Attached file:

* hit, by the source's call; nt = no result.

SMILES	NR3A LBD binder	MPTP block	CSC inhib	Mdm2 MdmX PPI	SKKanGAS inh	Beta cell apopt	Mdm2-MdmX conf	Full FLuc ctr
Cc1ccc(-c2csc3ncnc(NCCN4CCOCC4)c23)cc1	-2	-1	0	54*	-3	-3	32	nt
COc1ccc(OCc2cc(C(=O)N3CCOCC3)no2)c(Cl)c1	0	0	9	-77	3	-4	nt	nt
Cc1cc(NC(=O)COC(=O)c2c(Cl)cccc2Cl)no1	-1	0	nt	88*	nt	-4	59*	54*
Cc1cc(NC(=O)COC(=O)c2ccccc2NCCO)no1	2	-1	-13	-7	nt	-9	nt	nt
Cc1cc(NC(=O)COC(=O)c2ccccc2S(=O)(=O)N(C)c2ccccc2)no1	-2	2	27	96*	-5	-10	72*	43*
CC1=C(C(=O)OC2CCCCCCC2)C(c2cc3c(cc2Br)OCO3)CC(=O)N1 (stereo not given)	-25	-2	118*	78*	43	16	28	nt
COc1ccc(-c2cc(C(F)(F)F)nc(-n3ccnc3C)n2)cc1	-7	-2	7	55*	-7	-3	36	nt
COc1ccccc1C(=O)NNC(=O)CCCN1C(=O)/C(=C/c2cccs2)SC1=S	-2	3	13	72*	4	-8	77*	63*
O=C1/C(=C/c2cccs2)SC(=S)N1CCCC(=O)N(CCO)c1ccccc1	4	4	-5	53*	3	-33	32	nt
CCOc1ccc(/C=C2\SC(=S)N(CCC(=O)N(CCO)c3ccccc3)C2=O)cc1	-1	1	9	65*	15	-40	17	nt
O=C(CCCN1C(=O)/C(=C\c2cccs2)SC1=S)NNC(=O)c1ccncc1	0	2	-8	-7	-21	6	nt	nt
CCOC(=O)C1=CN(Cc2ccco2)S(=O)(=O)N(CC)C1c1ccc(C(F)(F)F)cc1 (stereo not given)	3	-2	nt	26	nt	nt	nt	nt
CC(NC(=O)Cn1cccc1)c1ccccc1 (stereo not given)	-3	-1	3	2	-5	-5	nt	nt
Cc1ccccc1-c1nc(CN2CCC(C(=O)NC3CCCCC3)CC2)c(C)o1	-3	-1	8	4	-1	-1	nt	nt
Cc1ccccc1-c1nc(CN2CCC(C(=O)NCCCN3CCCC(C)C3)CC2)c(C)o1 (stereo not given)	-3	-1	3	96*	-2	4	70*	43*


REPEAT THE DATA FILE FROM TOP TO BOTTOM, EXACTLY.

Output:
* hit, by the source's call; nt = no result.

SMILES	NR3A LBD binder	MPTP block	CSC inhib	Mdm2 MdmX PPI	SKKanGAS inh	Beta cell apopt	Mdm2-MdmX conf	Full FLuc ctr
Cc1ccc(-c2csc3ncnc(NCCN4CCOCC4)c23)cc1	-2	-1	0	54*	-3	-3	32	nt
COc1ccc(OCc2cc(C(=O)N3CCOCC3)no2)c(Cl)c1	0	0	9	-77	3	-4	nt	nt
Cc1cc(NC(=O)COC(=O)c2c(Cl)cccc2Cl)no1	-1	0	nt	88*	nt	-4	59*	54*
Cc1cc(NC(=O)COC(=O)c2ccccc2NCCO)no1	2	-1	-13	-7	nt	-9	nt	nt
Cc1cc(NC(=O)COC(=O)c2ccccc2S(=O)(=O)N(C)c2ccccc2)no1	-2	2	27	96*	-5	-10	72*	43*
CC1=C(C(=O)OC2CCCCCCC2)C(c2cc3c(cc2Br)OCO3)CC(=O)N1 (stereo not given)	-25	-2	118*	78*	43	16	28	nt
COc1ccc(-c2cc(C(F)(F)F)nc(-n3ccnc3C)n2)cc1	-7	-2	7	55*	-7	-3	36	nt
COc1ccccc1C(=O)NNC(=O)CCCN1C(=O)/C(=C/c2cccs2)SC1=S	-2	3	13	72*	4	-8	77*	63*
O=C1/C(=C/c2cccs2)SC(=S)N1CCCC(=O)N(CCO)c1ccccc1	4	4	-5	53*	3	-33	32	nt
CCOc1ccc(/C=C2\SC(=S)N(CCC(=O)N(CCO)c3ccccc3)C2=O)cc1	-1	1	9	65*	15	-40	17	nt
O=C(CCCN1C(=O)/C(=C\c2cccs2)SC1=S)NNC(=O)c1ccncc1	0	2	-8	-7	-21	6	nt	nt
CCOC(=O)C1=CN(Cc2ccco2)S(=O)(=O)N(CC)C1c1ccc(C(F)(F)F)cc1 (stereo not given)	3	-2	nt	26	nt	nt	nt	nt
CC(NC(=O)Cn1cccc1)c1ccccc1 (stereo not given)	-3	-1	3	2	-5	-5	nt	nt
Cc1ccccc1-c1nc(CN2CCC(C(=O)NC3CCCCC3)CC2)c(C)o1	-3	-1	8	4	-1	-1	nt	nt
Cc1ccccc1-c1nc(CN2CCC(C(=O)NCCCN3CCCC(C)C3)CC2)c(C)o1 (stereo not given)	-3	-1	3	96*	-2	4	70*	43*